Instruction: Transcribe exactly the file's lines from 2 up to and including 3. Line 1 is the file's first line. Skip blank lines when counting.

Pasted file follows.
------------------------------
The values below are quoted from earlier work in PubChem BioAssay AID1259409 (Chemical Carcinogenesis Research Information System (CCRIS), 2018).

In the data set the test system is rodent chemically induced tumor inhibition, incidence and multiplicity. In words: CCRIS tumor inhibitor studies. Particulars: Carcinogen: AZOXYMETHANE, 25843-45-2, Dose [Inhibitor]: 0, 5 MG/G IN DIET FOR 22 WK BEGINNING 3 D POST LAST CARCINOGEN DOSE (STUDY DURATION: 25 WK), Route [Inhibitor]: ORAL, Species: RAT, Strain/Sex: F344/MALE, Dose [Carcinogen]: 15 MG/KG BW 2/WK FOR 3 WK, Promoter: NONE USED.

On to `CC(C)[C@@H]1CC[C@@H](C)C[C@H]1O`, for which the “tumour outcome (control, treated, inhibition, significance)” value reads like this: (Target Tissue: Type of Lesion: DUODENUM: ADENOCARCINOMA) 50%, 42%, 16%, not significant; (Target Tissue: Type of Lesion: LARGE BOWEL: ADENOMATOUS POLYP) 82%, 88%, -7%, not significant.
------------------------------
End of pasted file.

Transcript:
In the data set the test system is rodent chemically induced tumor inhibition, incidence and multiplicity. In words: CCRIS tumor inhibitor studies. Particulars: Carcinogen: AZOXYMETHANE, 25843-45-2, Dose [Inhibitor]: 0, 5 MG/G IN DIET FOR 22 WK BEGINNING 3 D POST LAST CARCINOGEN DOSE (STUDY DURATION: 25 WK), Route [Inhibitor]: ORAL, Species: RAT, Strain/Sex: F344/MALE, Dose [Carcinogen]: 15 MG/KG BW 2/WK FOR 3 WK, Promoter: NONE USED.

On to `CC(C)[C@@H]1CC[C@@H](C)C[C@H]1O`, for which the “tumour outcome (control, treated, inhibition, significance)” value reads like this: (Target Tissue: Type of Lesion: DUODENUM: ADENOCARCINOMA) 50%, 42%, 16%, not significant; (Target Tissue: Type of Lesion: LARGE BOWEL: ADENOMATOUS POLYP) 82%, 88%, -7%, not significant.